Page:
Yes, mind boggling.
Although we support all of these measures with the exception of the capital gains elimination, it represents a whole bunch of tinkering with little gain for Canadian taxpayers and the government. It has spent a year doing nothing but politics as usual, as did the Conservatives. Canadians voted for change. They thought the Liberals would change the way we conduct business and they have changed very little.
We need a new set of principles to set a new direction for federal taxation. The need for reform in matters of taxation is widely recognized. The federal government under Brian Mulroney raised taxes 33 times and implemented the GST plan in the face of widespread opposition.
The Liberal government is now considering revisions that will inevitably prove to be even more unsatisfactory, a combination of the son of GST, called the NATVAT, or a surtax on income or both. Consumption taxes on top of income taxes are not the answer.
Five fundamental principles should be applied to the Canadian system of taxation: first, all taxation programs of whatever kind should be for the exclusive purpose of raising revenue to fund authorized government spending and should not be for the purpose directly or indirectly to shape economic or social activity.
Second, all taxation programs should be consistent with the governmental role of creating a framework. It can be square or round, whichever-we do not have to mess around, whether we square it or round it, or round it or square it-just do what is right so it widens people's choice and wherever possible leaves power and responsibility in the hands of the people.
Third, tax legislation should be simple and easily understood by taxpayers, permitting most taxpayers to file their own returns.
Fourth, taxation should be visible, that is, no hidden taxes.
Fifth, rates of taxation should be limited and not punitive for both individuals and corporations. The incentive should be to reward production and leave more dollars in the hands of taxpayers and wage earners than the government. The only purpose of taxation should be to raise funds.
However, we have become accustomed to a multiplicity of objectives in our taxation system. It tries to encourage domestic production, investment in certain industries, charitable donations and further education. It tries to discourage smoking, drinking, imports and pollution. Unfortunately it also ends up discouraging taxpayers.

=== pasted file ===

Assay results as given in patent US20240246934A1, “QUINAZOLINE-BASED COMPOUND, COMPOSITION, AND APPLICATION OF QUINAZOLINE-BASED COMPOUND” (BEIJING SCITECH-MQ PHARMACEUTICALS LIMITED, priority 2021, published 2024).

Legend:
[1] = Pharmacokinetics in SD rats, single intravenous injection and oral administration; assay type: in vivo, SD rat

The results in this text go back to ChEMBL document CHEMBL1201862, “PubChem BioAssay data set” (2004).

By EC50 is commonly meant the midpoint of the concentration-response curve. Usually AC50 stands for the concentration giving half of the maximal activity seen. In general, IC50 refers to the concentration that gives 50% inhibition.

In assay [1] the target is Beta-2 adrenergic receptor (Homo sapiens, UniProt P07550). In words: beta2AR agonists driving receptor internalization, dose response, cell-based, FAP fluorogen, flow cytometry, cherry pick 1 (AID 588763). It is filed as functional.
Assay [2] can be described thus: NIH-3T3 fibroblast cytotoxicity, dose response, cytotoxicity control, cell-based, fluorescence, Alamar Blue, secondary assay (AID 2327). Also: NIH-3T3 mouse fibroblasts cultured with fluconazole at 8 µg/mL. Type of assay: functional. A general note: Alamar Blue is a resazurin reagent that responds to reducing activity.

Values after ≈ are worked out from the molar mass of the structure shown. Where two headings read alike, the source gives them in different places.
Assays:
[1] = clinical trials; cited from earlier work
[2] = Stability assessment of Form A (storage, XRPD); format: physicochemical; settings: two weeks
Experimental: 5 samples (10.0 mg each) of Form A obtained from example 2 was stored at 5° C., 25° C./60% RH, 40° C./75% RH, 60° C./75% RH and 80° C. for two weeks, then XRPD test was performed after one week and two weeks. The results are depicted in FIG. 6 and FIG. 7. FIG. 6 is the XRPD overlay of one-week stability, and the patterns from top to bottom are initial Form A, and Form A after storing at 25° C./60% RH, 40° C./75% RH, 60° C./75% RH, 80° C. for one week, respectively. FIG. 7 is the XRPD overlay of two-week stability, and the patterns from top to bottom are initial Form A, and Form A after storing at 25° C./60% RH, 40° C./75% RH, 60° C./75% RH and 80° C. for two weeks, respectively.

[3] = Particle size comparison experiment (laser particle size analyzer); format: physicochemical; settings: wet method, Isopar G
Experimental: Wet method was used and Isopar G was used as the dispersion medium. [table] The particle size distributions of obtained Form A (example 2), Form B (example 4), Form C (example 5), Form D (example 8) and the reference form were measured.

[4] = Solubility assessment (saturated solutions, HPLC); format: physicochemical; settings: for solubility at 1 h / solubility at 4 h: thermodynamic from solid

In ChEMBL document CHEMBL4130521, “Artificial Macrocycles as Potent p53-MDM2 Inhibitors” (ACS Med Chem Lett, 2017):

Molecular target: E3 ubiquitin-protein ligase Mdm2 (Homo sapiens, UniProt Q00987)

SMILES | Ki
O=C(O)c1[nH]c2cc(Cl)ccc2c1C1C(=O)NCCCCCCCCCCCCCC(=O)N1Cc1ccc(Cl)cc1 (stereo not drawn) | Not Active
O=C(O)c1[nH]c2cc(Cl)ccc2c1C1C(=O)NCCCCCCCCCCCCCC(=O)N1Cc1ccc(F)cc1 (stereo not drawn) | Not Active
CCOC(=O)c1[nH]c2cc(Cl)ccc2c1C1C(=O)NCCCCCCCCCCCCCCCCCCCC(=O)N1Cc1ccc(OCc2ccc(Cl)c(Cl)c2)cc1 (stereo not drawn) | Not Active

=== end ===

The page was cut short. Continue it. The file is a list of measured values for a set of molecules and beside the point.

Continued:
There will always be convincing arguments for making the taxation system more responsive to some other government initiative. Examples are taxes on petroleum products to protect the environment; taxes on alcohol or smoking to reinforce moral standards and healthier living.
Once we give in to one of these arguments we leave ourselves open to making judgments based upon personalities, effectiveness of lobby pressure, political expediency and other human frailties.
I believe the only purpose of taxation should be to raise funds needed to pay for government programs approved by the Canadian voters. I believe a proportional tax is the answer to creating a simpler, more efficient and more effective system of taxation.
The idea of a proportional tax is an attempt to improve upon the flat tax models that have circulated for many years to improve upon the single tax as proposed many years ago by the member for Broadview-Greenwood who is presently working on the single tax and trying to refine it, improve it and make it understandable to the government. Now that he is on the government side it would be hoped that members of the government would pay more attention to the proposal because it has a lot of advantages. There are a lot more advantages than disadvantages.
Of course it has that one big weakness that governments do not like and that government bureaucracies do not like. It is too simple and because it is too simple it will not work. It has to be complicated, convoluted and confusing before governments will support it.